See also, Democrats aim to block funds for plan (WP), Intensified combat on streets likely (WP), and Iraq: Premier's new security plan carries heavy risks (RFERL). Poll: Most Americans opposed to Bush's Iraq plan
By Jon Cohen, Washington Post, January 11, 2007
Most Americans oppose President Bush's call to send additional U.S. military forces to Iraq and just over a third say the new plan makes victory there more likely, an initial public rebuke of the strategy he unveiled last night in a nationally televised address.
A new Washington Post-ABC News poll conducted following the President's speech finds broad and strong opposition to his call to send about 21,500 more troops to Iraq: 61 percent oppose the force increase, with 52 percent "strongly" opposing the build-up. Thirty-six percent support the additional troops; only one-quarter of the public is strongly supportive.
Support for adding troops is somewhat higher among the 42 percent of Americans who tuned into Bush's speech. Forty-seven percent of viewers think the increase is a good idea, but the President's supporters were more likely than others to watch or listen to his remarks. (Seventy-two percent of the public said they saw or heard Bush's speech when the war began in March 2003.) [complete article] Mahdi army told to disarm
Al Jazeera, January 10, 2007
Nuri al-Maliki, the Iraqi prime minister, has told Shia fighters to surrender their weapons, as the US president announces plans to send thousands more troops to Iraq.
Al-Maliki agreed on Wednesday to crack down on fighters loyal to Muqtada al-Sadr, a Shia leader, Iraqi officials said.
In a televised speech on Wednesday, George Bush, the US president, promised to send 21,500 extra US troops to Iraq. [complete article]
Comment -- Unless Maliki and Sadr cut some kind of deal, or this threat to take on the Madhi Army is hollow, Sadr City risks becoming the bloodiest arena we have yet to witness. The home team advantage will be overwhelming. What might start as a fight against snipers easily risks turning into a fight against a whole city. 'Gated communities' planned for Baghdad
By Julian E. Barnes, Los Angeles Times, January 11, 2007
The military's new strategy for Iraq envisions creating "gated communities" in Baghdad -- sealing off discrete areas and forcibly removing insurgents, then stationing American units in the neighborhood to keep the peace and working to create jobs for residents.
The U.S. so far has found it impossible to secure the sprawling city. But by focusing an increased number of troops in selected neighborhoods, the military hopes it can create islands of security segregated from the chaos beyond.
The gated communities plan has been tried -- with mixed success -- in other wars. In Vietnam, the enclaves were called "strategic hamlets" and were a spectacular failure. But counterinsurgency experts say such zones can work if, after the barriers are established, the military follows up with neighborhood sweeps designed to flush out insurgents and militia fighters. [complete article] A Somali jihadist: We're not Al-Qaeda
By Alex Perry, Time, January 10, 2007
Said Ali, 21, is a volunteer fighter for the Shabab militia, the feared enforcers of the Islamic Courts Union. The U.S. brands the organization as an ally of al-Qaeda; in reality, it is also a nationalist anti-warlord movement that contains many Muslim moderates and has no international ambitions. He was 11 when he left his village in southern Somalia and traveled to Mogadishu to look for an education. But all public education had collapsed with the last functioning government in 1991, leaving private school the only option. And Said Ali, like most of his generation, was unable to afford the fees. Instead, he found a job as a porter, and then graduated to selling shirts and kikoi wraps by the side of the road. In time, he was given a job inside a clothes store in Bakara Market, where he earned about 10,000 Somali shillings (80 cents) a day. But often he would be forced to hand over his earnings to armed militias blocking the roads on his way home. [complete article]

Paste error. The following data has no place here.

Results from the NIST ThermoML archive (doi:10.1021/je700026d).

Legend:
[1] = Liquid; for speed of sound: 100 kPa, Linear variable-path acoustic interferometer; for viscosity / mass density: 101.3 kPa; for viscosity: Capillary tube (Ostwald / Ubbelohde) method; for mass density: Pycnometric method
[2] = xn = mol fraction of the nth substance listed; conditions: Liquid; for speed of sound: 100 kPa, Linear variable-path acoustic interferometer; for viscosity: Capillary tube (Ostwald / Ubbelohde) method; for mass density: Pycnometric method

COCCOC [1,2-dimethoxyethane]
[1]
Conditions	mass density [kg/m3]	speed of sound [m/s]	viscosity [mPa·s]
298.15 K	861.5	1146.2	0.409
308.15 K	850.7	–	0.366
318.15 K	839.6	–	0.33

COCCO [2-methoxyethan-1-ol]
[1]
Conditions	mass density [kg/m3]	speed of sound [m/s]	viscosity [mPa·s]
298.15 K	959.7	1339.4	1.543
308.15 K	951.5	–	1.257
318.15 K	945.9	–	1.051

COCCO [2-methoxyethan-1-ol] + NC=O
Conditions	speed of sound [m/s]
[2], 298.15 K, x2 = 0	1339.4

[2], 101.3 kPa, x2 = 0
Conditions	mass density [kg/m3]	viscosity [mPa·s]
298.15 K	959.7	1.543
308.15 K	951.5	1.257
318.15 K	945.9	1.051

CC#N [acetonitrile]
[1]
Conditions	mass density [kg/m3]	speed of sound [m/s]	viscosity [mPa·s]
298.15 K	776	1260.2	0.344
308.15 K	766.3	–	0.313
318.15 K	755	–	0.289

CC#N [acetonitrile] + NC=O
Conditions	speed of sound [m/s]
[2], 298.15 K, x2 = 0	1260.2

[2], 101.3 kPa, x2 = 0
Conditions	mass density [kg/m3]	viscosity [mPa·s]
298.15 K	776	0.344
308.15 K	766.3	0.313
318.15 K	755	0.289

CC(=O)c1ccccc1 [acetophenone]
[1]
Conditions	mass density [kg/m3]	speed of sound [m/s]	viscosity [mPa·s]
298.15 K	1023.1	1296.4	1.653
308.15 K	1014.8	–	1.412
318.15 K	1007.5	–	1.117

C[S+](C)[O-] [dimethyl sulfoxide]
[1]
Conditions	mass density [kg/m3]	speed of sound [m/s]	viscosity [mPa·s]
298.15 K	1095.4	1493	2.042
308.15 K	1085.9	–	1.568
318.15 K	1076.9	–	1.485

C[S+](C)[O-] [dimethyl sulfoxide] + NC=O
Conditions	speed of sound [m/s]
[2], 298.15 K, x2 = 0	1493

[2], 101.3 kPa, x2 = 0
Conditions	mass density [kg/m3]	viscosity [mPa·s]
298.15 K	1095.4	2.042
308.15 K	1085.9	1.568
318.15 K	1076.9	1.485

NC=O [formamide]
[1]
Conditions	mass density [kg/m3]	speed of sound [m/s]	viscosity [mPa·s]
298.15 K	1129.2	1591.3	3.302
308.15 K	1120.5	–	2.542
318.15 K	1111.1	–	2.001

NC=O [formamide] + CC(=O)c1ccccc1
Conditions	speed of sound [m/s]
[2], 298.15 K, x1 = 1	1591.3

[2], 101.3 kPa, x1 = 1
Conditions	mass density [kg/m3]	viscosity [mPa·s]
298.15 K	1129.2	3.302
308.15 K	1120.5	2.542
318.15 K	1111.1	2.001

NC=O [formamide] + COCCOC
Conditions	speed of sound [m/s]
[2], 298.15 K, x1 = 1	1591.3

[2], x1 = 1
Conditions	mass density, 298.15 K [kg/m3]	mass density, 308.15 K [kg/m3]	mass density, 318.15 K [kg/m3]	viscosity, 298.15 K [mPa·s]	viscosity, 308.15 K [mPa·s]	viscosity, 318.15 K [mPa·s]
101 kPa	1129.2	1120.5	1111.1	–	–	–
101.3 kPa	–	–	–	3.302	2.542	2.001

Airstrikes continue in Somalia
By Shashank Bengali, McClatchy, January 10, 2007
For the fourth straight day, residents of southern Somalia reported airstrikes Wednesday on the suspected jungle hideouts of the Islamist movement that ruled that area of the country until recently. The Pentagon said Ethiopia was continuing ground and air operations in the region with limited American involvement.
But time appeared to be running out for the offensive amid growing international criticism over civilian casualties and concerns that the operation is hurting U.S. efforts to build a broad-based Somalian transitional government. [complete article] Iranian Jews reject outside calls to leave
By Marc Perelman, The Forward, January 10, 2007
A campaign to convince Iran's 25,000 Jews to flee the country has stalled, with most opting to stay in their native homeland despite President Mahmoud Ahmadinejad's Holocaust denial and anti-Israeli speeches.
In recent months, the Hebrew Immigrant Aid Society, Israeli officials and some American Jewish communal leaders have urged Iranian Jews to leave. But so far, despite generally being allowed to travel to Israel and emigrate abroad, Iranian Jews have stayed put. According to the statistics compiled by HIAS, 152 out of 25,000 Jews left Iran between October 2005 and September 2006 -- down from 297 during the same period the previous year, and 183 the year before. Sources said that the majority of those who have left in recent years cited economic and family reasons as their main incentive for leaving, rather than political concerns. [complete article] Bolton: U.N. role in Quartet a mistake
By Nathan Guttman, The Forward, January 10, 2007